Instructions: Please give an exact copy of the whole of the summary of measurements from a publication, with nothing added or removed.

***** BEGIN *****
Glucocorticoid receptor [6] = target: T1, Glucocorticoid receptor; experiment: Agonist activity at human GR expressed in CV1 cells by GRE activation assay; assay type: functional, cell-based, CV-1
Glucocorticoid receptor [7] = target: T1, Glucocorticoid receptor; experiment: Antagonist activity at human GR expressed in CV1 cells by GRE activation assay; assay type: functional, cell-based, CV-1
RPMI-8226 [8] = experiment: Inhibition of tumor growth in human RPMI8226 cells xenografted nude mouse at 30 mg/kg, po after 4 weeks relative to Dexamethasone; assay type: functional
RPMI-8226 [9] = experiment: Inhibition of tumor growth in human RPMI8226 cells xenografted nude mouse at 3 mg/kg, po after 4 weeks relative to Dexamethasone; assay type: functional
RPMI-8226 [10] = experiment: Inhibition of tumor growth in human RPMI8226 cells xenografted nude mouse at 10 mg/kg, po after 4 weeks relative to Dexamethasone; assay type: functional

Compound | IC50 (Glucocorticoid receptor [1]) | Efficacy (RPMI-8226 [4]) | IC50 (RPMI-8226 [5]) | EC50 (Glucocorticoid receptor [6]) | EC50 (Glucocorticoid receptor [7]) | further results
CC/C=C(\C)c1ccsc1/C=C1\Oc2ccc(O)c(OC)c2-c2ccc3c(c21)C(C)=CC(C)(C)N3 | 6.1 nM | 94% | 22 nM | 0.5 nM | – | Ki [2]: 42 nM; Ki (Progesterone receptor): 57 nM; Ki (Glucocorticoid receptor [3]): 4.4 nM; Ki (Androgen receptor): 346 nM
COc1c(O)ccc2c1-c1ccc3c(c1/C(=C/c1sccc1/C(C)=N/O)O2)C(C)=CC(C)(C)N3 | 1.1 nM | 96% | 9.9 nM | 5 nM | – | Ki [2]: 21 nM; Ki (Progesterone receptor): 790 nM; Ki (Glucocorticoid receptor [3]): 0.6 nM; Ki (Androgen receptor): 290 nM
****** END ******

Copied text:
Glucocorticoid receptor [6] = target: T1, Glucocorticoid receptor; experiment: Agonist activity at human GR expressed in CV1 cells by GRE activation assay; assay type: functional, cell-based, CV-1
Glucocorticoid receptor [7] = target: T1, Glucocorticoid receptor; experiment: Antagonist activity at human GR expressed in CV1 cells by GRE activation assay; assay type: functional, cell-based, CV-1
RPMI-8226 [8] = experiment: Inhibition of tumor growth in human RPMI8226 cells xenografted nude mouse at 30 mg/kg, po after 4 weeks relative to Dexamethasone; assay type: functional
RPMI-8226 [9] = experiment: Inhibition of tumor growth in human RPMI8226 cells xenografted nude mouse at 3 mg/kg, po after 4 weeks relative to Dexamethasone; assay type: functional
RPMI-8226 [10] = experiment: Inhibition of tumor growth in human RPMI8226 cells xenografted nude mouse at 10 mg/kg, po after 4 weeks relative to Dexamethasone; assay type: functional

Compound | IC50 (Glucocorticoid receptor [1]) | Efficacy (RPMI-8226 [4]) | IC50 (RPMI-8226 [5]) | EC50 (Glucocorticoid receptor [6]) | EC50 (Glucocorticoid receptor [7]) | further results
CC/C=C(\C)c1ccsc1/C=C1\Oc2ccc(O)c(OC)c2-c2ccc3c(c21)C(C)=CC(C)(C)N3 | 6.1 nM | 94% | 22 nM | 0.5 nM | – | Ki [2]: 42 nM; Ki (Progesterone receptor): 57 nM; Ki (Glucocorticoid receptor [3]): 4.4 nM; Ki (Androgen receptor): 346 nM
COc1c(O)ccc2c1-c1ccc3c(c1/C(=C/c1sccc1/C(C)=N/O)O2)C(C)=CC(C)(C)N3 | 1.1 nM | 96% | 9.9 nM | 5 nM | – | Ki [2]: 21 nM; Ki (Progesterone receptor): 790 nM; Ki (Glucocorticoid receptor [3]): 0.6 nM; Ki (Androgen receptor): 290 nM